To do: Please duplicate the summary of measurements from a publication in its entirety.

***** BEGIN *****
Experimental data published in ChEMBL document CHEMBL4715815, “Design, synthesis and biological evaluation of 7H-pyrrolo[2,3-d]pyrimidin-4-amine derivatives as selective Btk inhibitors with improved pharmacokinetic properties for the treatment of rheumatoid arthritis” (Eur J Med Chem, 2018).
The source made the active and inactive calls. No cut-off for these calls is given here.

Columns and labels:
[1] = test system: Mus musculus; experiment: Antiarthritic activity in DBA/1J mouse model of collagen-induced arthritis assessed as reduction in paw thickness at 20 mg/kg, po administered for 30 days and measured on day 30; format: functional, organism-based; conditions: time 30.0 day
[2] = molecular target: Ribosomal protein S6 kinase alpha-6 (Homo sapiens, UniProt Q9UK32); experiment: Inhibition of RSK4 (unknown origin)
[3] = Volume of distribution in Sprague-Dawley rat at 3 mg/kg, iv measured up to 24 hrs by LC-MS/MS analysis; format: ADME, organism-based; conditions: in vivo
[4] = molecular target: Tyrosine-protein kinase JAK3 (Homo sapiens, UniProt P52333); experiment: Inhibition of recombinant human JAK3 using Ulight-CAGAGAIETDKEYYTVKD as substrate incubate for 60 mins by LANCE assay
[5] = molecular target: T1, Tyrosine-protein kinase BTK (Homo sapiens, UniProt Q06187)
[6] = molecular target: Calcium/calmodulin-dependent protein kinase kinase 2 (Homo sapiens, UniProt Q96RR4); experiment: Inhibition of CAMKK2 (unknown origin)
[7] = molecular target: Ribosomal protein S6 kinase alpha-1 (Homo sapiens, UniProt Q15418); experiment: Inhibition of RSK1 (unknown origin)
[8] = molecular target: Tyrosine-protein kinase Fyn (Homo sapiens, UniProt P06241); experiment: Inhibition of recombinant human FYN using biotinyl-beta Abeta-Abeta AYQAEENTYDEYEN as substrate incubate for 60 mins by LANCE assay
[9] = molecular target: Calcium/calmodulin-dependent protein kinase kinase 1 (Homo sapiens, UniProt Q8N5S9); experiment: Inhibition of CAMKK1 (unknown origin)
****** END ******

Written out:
Experimental data published in ChEMBL document CHEMBL4715815, “Design, synthesis and biological evaluation of 7H-pyrrolo[2,3-d]pyrimidin-4-amine derivatives as selective Btk inhibitors with improved pharmacokinetic properties for the treatment of rheumatoid arthritis” (Eur J Med Chem, 2018).
The source made the active and inactive calls. No cut-off for these calls is given here.

Columns and labels:
[1] = test system: Mus musculus; experiment: Antiarthritic activity in DBA/1J mouse model of collagen-induced arthritis assessed as reduction in paw thickness at 20 mg/kg, po administered for 30 days and measured on day 30; format: functional, organism-based; conditions: time 30.0 day
[2] = molecular target: Ribosomal protein S6 kinase alpha-6 (Homo sapiens, UniProt Q9UK32); experiment: Inhibition of RSK4 (unknown origin)
[3] = Volume of distribution in Sprague-Dawley rat at 3 mg/kg, iv measured up to 24 hrs by LC-MS/MS analysis; format: ADME, organism-based; conditions: in vivo
[4] = molecular target: Tyrosine-protein kinase JAK3 (Homo sapiens, UniProt P52333); experiment: Inhibition of recombinant human JAK3 using Ulight-CAGAGAIETDKEYYTVKD as substrate incubate for 60 mins by LANCE assay
[5] = molecular target: T1, Tyrosine-protein kinase BTK (Homo sapiens, UniProt Q06187)
[6] = molecular target: Calcium/calmodulin-dependent protein kinase kinase 2 (Homo sapiens, UniProt Q96RR4); experiment: Inhibition of CAMKK2 (unknown origin)
[7] = molecular target: Ribosomal protein S6 kinase alpha-1 (Homo sapiens, UniProt Q15418); experiment: Inhibition of RSK1 (unknown origin)
[8] = molecular target: Tyrosine-protein kinase Fyn (Homo sapiens, UniProt P06241); experiment: Inhibition of recombinant human FYN using biotinyl-beta Abeta-Abeta AYQAEENTYDEYEN as substrate incubate for 60 mins by LANCE assay
[9] = molecular target: Calcium/calmodulin-dependent protein kinase kinase 1 (Homo sapiens, UniProt Q8N5S9); experiment: Inhibition of CAMKK1 (unknown origin)